The keynote address was given by noted Mayan activist Cristina Coc, spokesperson of the Maya Leaders Alliance (MLA). Cristina, at 35, has to be one of our region’s most talented, capable and charismatic leaders. She told her story of the Mayan confrontation with the Belizean Settler State for the right of First Peoples to their own lands; this in the face of the exploitative capitalist machine. Here the Maya has won landmark court decisions (including from the Caribbean Court of Justice) which the Belizean State appears quite happy to ignore.
Indeed in her struggle against that colonial Settler State apparatus for the Mayan people to implement their own laws and customs and to defend themselves against the threat of violence, her community was intimidated and assaulted by said apparatus. She described to us a scene of military invasion by the regime where she was placed under arrest and incarcerated in handcuffs at gunpoint.
Cristina is emerging as one of a cadre of First Nation warrior women. Here we mention Berta Caceres of Honduras murdered by the capitalists last year; the gathering was dedicated to her memory. Miriam Miranda a Garifuna activist who has been persecuted and harassed by the Honduran State and police.
She has been forced to go underground under threat of death by this same capitalist machine, the conglomerates that want to seize Garifuna land. It is not surprising that Honduras has been declared one of the most dangerous places on earth for environmental activists. It is important that we stand in solidarity with these struggles.
A critical issue th
at arose is that of language. Language is a key carrier of fundamental worldview thus the erasure of a people’s language constitutes an act of genocide. Now the issue is not that all members of the First Peoples speak their original languages - this may be unrealistic. However, measures need to be taken to prevent further language loss in transmission to the next generation in communities where the languages are spoken. It is critical that these original languages be kept alive in the First Communities as a whole.
This is related to education. It was discussed that in many Indigenous villages there was still not proper access to education. This is a particularly pressing concern to the communities’ caregivers. There is also the question – What is an education? This at all levels. And we may further ask – What is the role of the Academy, that is, our own regional tertiary institutions? Across the board we require an education system that educates, one that is not about preparing slaves for the capitalist plantation.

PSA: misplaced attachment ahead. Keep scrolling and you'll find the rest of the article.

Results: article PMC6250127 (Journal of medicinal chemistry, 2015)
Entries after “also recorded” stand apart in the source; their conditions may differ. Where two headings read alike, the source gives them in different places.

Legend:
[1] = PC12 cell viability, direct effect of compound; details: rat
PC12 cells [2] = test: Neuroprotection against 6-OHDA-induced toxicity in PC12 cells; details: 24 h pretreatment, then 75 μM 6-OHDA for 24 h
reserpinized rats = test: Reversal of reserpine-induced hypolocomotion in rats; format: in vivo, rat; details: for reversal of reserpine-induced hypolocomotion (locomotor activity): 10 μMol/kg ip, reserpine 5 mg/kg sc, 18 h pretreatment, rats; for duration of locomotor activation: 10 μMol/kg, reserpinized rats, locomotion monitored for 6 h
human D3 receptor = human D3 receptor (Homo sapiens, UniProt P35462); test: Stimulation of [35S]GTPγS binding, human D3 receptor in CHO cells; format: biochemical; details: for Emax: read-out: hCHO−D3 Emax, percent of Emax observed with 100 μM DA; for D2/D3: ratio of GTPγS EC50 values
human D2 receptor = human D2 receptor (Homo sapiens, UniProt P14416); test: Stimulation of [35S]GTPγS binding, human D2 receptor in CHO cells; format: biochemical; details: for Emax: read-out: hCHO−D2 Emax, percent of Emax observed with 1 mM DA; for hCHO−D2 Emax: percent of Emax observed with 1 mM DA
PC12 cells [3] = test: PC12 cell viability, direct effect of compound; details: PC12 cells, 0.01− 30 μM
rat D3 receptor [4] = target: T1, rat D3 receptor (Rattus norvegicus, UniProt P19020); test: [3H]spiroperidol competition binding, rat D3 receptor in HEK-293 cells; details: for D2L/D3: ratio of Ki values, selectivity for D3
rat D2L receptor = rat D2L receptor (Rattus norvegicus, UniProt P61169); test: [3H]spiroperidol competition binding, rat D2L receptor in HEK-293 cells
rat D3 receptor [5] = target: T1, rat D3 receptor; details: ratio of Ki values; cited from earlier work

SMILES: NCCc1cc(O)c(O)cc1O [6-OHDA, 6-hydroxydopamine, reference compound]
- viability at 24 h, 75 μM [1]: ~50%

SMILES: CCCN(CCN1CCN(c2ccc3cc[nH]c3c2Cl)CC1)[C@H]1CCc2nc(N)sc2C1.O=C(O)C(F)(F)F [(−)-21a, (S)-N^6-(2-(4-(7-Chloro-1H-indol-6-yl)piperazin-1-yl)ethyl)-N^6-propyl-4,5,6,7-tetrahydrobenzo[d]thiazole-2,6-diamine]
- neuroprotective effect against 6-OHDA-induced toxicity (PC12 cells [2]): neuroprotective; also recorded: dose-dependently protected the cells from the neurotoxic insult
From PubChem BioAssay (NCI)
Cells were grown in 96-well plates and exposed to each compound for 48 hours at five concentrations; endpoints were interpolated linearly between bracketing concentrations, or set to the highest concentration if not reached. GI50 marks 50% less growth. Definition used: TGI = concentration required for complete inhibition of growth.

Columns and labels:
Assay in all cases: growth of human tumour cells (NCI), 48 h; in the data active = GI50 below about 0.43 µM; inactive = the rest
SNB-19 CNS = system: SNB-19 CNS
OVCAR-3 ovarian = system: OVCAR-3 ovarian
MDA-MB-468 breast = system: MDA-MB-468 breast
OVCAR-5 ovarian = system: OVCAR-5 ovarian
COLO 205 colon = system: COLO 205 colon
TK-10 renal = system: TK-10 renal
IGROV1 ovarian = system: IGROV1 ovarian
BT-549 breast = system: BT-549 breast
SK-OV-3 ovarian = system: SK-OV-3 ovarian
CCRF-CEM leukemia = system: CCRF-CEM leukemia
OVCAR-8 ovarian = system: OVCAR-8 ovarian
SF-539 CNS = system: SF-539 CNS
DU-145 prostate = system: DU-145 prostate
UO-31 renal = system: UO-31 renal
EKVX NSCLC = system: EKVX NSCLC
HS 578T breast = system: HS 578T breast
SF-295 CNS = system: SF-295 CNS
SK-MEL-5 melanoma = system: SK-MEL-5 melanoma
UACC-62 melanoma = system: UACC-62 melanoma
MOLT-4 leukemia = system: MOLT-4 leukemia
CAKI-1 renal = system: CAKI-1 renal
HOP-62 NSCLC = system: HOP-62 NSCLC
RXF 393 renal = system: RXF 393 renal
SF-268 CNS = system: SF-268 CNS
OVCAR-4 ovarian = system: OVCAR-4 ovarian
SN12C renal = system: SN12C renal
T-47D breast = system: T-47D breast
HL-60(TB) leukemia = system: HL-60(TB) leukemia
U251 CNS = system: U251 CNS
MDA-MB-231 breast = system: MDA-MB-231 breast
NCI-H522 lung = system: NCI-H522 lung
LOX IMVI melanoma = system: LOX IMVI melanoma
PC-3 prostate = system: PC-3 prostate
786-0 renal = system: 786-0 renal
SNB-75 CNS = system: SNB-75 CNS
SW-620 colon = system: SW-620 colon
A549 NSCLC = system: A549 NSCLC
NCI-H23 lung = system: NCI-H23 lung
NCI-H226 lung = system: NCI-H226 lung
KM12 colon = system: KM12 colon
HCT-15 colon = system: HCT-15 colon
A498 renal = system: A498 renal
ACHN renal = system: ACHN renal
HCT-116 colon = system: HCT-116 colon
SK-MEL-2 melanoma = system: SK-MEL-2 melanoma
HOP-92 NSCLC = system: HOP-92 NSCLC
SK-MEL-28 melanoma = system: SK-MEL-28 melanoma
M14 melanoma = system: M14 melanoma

The issue of land also arose. First Peoples practice communal holding of land consistent with their traditional egalitarian worldview. However members of the community were here encountering financing difficulties because they did not possess individual title to land. Here then is a clash of worldviews. On the one hand is the capitalist model of exploitative private ownership. On the other there is the fundamentally different understanding of community that does not “own” land but belongs to the land. In order for this traditional ethos to be sus
tained new financial institutions need to be established like perhaps an Indigenous bank.
There was as well the very important focus on healing, network building and community. It is a process that this conference appears to have stimulated and it is fundamental for the struggles ahead. Let it also be clear that the First Nation women themselves are fully committed and able to carry on this task.
The Guyanese scholar Shona Jackson made a very important presentation addressing the question of indigeneity. This needs to be squarely addressed as a great deal of our understanding and theorizing of the Caribbean has had as its point of departure the plantation. Here a key focus has been on African enslavement and its aftermath; this, while the Indigenous Peoples were rendered invisible and indeed spoken of in the past tense.
But our story does not begin in the plantation. In the first place it needs to be pointed out that enslavement in our region termed the “Caribbean”
began with what the Europeans did to the Indigenous Peoples. But far more fundamentally these Peoples have and continue to sustain their own worldview, their own ontology. It is an ontology of all-embracing continuity and relation. It is that of the collective as embodied community. It is a cosmology that is radically alien to the fractured isolated violent and oppressive worldview of the modern individual. In this the vital ontology of the First Peoples the story of our space begins.
The plantation narrative has also been used to cut Africans off from their own ancestral grounding. They are presented as coming here as blank slates, culturally stripped, ontologically defined by and constituted in slavery and rendered “creoles”. As for the Indians, yes, they too were subject to the plantation but because they have all this out of place cultural baggage they have been viewed as not really belonging here and dismissed.